Empowering Youth through Legislation and Policy

Big Thought’s north star is that all youth in marginalized communities will be equipped to imagine and create their own best lives and world. While much of our work toward that north star takes place through our direct-to-youth programs, learning systems and Big Thought Institute, Big Thought is also committed to advocating for policies and legislation that empower youth.

“Big Thought’s Advocacy Committee is deeply engaged with local, state and national elected officials to champion legislation that better supports and empowers youth in marginalized communities,” shared Hollie Morgan Neal, Chair of the Advocacy Committee. “We are excited to see so many lawmakers, advocacy organizations and community groups driving critical change for young people right now.”

With the latest Texas legislative session in full swing, Big Thought is engaged in multiple key initiatives.

Deepen the Commitment to Social and Emotional Learning (SEL) in Public Education

Multiple studies have demonstrated that SEL programs benefit youth for months and even years, including increases in academic performance, SEL skills, positive attitudes and positive social behaviors. The positive gains are often paired with decreases in conduct problems, emotional stress and substance abuse. Kindergartners who exhibited strong social and emotional skills later demonstrated higher high school and college graduation rates while also demonstrating less likelihood to be involved with the police or in a detention facility. With these strong positive outcomes, the return on investment for SEL programs is 11 to 1. Our work with SEL Dallas has enabled us to see these positive impacts for youth first-hand.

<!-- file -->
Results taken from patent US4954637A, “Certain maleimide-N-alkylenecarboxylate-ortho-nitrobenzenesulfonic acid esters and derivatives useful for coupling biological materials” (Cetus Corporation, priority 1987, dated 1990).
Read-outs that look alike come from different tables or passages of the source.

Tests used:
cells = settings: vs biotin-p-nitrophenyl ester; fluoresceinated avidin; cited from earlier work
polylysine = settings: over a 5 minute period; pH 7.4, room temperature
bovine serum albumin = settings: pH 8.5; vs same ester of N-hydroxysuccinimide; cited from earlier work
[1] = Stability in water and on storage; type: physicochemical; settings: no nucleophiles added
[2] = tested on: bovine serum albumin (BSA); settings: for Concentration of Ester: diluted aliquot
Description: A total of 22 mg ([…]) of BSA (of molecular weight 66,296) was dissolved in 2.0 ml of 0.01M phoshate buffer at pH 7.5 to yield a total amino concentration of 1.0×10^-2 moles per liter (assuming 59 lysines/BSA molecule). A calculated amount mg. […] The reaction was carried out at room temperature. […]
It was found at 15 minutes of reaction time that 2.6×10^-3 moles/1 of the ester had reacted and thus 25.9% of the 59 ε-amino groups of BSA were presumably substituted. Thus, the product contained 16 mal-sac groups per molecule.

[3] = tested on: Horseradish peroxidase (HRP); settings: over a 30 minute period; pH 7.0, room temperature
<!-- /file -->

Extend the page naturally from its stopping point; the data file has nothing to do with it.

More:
Big Thought is currently working with Senator Nathan Johnson to advocate for SB 123 which brings more clarity to social and emotional learning in the state education code, including ensuring that all aspects of the CASEL framework for SEL are included. Additionally, we are working with the House Committee on Public Education in support of  HB 445, sponsored by Representative Steve Allison, which would add language on diversity, equity and inclusion to SEL instruction in the state education code. Big Thought was proud to consult on SB123 with Senator Johnson and his team. Byron Sanders, Big Thought President and CEO, has also testified to the House Committee on Public Education in support of these initiatives.

Change Policies for Runaway Youth

According to a report by The National Runaway Switchboard, more than 1.5 million youth experience a runaway episode each year. In Texas, that decision can have a long and lasting impact on youths’ lives, in large part because Texas can charge these youth wit a status offense. Rather than address root issues, Texas’s current recourse for runaway youth leads to further isolation. The factors that may lead youth to run away from home are often outside of their control  — they may be leaving behind an unsafe or abusive environment, difficulties at school or dealing with unmet mental health needs